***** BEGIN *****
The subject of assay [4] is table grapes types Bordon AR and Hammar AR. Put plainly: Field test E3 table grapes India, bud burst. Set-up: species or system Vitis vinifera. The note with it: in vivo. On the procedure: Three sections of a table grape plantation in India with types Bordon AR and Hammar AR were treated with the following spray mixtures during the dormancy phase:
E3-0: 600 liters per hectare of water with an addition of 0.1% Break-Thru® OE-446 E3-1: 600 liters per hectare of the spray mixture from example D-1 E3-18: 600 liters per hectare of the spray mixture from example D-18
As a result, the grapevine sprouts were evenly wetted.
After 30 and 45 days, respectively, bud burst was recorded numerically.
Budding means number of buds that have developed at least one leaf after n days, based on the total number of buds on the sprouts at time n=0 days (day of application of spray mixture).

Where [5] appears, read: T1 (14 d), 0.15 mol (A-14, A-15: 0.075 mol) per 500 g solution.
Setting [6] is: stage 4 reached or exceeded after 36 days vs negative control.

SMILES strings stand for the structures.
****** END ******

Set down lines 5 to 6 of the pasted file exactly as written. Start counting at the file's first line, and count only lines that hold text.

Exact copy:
Budding means number of buds that have developed at least one leaf after n days, based on the total number of buds on the sprouts at time n=0 days (day of application of spray mixture).

Where [5] appears, read: T1 (14 d), 0.15 mol (A-14, A-15: 0.075 mol) per 500 g solution.